photo credit, el Abuelo
photo credit, el Abuelo
America once used the words “treason” and “traitors” only in cases of actual betrayal of our nation’s most vital secrets or interests. They were profound words, deep with meaning, grim in import, carrying with them the knowledge that the penalty for treason was death.
Be honest: The words “traitor” and “treason” don’t have the sting they once had; they’ve been devalued from mis- and over-use by this president. For Donald Trump, any opposition, either personal, ideological, or political is treason. Anyone who stands in his path betrays the Great Leader. Anyone who fails to take the knee is a traitor.
Like hearing an insult too many times drains it of its potency, Trump has diluted the power of that approbation. He has labeled loyal, dedicated Americans who served this country in the military and law enforcement as traitors, so much so that we could almost give in to the temptation to excuse it as “Trump being Trump” and let it slide like any of the other insults he vomits forth on the daily.
Which is a shame, because America is in the midst of a treason boom right now, and more than a few people in Trump’s immediate orbit — and Trump himself — richly and actually deserve the title of traitor, and the treason inherent in their acts and words is apparent.
Traitors from Benedict Arnold to Klaus Fuchs to Aldrich Ames to Robert Hanssen sold out this country for a host of reasons, all explicable and unforgivable. The intelligence community even has a handy acronym for the motivations of traitors, and one that applies readily to known cases. The acronym is MICE: Money, Ideology, Compromise, and Ego. Pick a traitor and one of those reasons will underpin their betrayal.
Add a new one to the acronym. Call it, MICE-T, with the “T” naturally standing for Trump.
Their treason isn’t executed in the old ways of secret meetings, furtive brush passes, or encrypted messages. No, the traitors of today show us their cards on cable TV, laughing and giggling over their betrayal of the oath they swore, and the security of this country, all for the political service of Donald Trump.
As the impeachment hearings have worn on and as evidence of the complete moral collapse of the Republican Party has become more and more evident, it has become quite obvious there really are traitors among us. There are elected officials who have made the decision to protect a corrupt president by embracing conspiracy theories, refusing to acknowledge sworn testimony of career foreign-service officials, and piling on to Trump’s attack of democratic institutions.
The traitors deliberately ignore the reporting, counsel, and warnings of the intelligence community when it comes to Russia’s attacks and Vladimir Putin’s vast, continuing intelligence and propaganda warfare against the United States.
The traitors — be they United States senators like John Kennedy and Lindsey Graham or columnists from the Federalist, Breitbart, and a slurry of other formally conservative media outlets — repeat the Kremlin-approved propaganda messages and tropes of that warfare, word for word.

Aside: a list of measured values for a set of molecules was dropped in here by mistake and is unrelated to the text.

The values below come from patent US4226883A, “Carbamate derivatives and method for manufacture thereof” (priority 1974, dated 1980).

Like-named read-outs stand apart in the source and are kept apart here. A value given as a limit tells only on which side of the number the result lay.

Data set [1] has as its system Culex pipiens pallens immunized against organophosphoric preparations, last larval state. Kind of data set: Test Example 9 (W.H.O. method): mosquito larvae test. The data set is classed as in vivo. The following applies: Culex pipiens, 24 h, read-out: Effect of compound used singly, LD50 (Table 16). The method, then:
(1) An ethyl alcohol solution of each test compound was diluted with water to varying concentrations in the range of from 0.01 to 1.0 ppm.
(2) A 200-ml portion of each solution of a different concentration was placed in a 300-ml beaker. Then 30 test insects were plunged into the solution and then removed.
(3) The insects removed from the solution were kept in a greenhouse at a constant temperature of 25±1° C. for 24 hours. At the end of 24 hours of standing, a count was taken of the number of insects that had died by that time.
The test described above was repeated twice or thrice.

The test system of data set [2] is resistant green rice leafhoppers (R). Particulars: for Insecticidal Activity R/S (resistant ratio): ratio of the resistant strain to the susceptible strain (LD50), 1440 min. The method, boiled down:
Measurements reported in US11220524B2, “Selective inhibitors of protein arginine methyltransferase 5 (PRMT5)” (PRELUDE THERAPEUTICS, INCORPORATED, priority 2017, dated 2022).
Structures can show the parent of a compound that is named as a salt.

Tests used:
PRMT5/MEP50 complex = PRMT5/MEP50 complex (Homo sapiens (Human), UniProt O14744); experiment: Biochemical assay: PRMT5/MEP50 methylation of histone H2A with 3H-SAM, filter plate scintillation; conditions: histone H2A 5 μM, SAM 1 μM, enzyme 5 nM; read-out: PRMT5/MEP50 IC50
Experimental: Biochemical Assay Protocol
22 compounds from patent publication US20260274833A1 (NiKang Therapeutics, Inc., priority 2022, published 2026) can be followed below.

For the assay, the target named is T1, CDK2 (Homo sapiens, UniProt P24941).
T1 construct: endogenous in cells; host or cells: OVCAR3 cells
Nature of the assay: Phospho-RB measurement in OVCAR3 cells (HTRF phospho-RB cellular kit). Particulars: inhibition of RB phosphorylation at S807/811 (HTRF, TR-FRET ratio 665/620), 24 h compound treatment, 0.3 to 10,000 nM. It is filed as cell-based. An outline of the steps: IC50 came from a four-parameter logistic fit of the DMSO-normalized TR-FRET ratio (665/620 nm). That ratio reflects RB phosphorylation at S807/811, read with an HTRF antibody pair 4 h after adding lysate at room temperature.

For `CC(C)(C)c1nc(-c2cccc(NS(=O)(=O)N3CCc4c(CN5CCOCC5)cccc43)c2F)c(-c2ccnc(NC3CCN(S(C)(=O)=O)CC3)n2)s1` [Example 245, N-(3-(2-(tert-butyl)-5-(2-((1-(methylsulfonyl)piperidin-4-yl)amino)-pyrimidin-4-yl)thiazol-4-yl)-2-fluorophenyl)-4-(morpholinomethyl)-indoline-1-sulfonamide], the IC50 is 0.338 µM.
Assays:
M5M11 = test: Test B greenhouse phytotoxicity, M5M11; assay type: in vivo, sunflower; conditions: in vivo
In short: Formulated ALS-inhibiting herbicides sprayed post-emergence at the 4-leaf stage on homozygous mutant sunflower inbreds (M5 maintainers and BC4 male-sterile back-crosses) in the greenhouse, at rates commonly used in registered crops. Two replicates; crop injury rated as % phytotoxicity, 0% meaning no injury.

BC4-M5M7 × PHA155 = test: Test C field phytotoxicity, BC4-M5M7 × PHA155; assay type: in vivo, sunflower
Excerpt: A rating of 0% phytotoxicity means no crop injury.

It’s not simply treason by making common cause with a murderous autocrat in Russia, or merrily wrecking the alliances around the world that kept America relatively secure for seven decades.
Their betrayal is also to our system of government, which as imperfect — and often downright fucked up — as it is, has been remarkably capable of surviving.
The traitors talk a good game, hands over their withered hearts, about supporting the Constitution, but they’re happy to ignore it when it suits their purposes.
The traitors believe the executive branch is superior to all others and unaccountable under the law. Traitors believe the “fuck you, pay me” ethos of this president and this White House isn’t an open door to a pay-to-play political culture in Washington where everyone and everything in our government is for sale.
They defend the White House’s indefensible position of stonewalling, silencing witnesses, and refusing to testify before Congress.
Traitors keep racial arsonists like Stephen Miller and Steve Bannon in their orbit and employment. They pretend these men are selling populism and nationalism when in fact it’s just the same weaponized racism that worked so well for them in 2016.
The traitors will sit in Congressional hearings on impeachment knowing the truth about Trump’s extortion racket and of the grubby, sleazy plan Trump sent Gordon Sondland, Rudy Giuliani, et al to carry out, and tell lie after lie, the bigger the better.
The traitors cheer when Trump rides roughshod over the military chain of command and the Universal Code of Military Justice, freeing men who killed civilians, abused and violated the warrior ethos, and broke the very laws of war they swore to uphold. They’ve gone from respecting hard men carrying out tough missions to fetishizing the outliers, edge cases, and the war criminals.
You can spot the traitors simply by watching their television shows, as they look you in the eye and tell you to your face they side with Russia. Tucker Carlson wasn’t winking and nodding to the camera; it was where he’s landed politically — a pro-Putin schill on a network that looks away from their pet president’s grotesque subservience to the Russian leader who helped elect him.
The traitors are ass-deep in oligarchs, eagerly selling access to the president, the secretary of state, the attorney general, and of course, the president’s venal pack of lucky-sperm-club spawn.
And if you can’t spot the treason yet, you will soon enough. That’s the thing about spies, traitors, and those who betray their country — they rarely stay hidden forever.
Rick Wilson is a GOP political strategist and author of the forthcoming book “Running Against the Devil: The Plot to Save America From Trump — and Democrats From Themselves.”
On Friday morning, Graham was confronted on Capitol Hill by Jeff Key, who engaged the senator about as respectfully as possible. Graham couldn’t handle it. Here’s the exchange:
KEY: “I see how you’re berated in the press and I honestly believe that you believe in our democracy.”
GRAHAM: “I do.”
KEY: “I’m a Marine, I went to Iraq. I believe as I believe that you do that President Trump is not acting in accordance to his oath, the oath that you took and I did to defend the Constitution.”
GRAHAM: [unintelligible stammering]
KEY: “You took an oath.”
GRAHAM: “Yeah I did, I don’t agree with you, I gotta go.”
Graham then abruptly turned his back on Key and disappeared behind a closed door. “Is that it?” Key said as Graham retreated. “That’s it,” the senator said before closing the door behind him.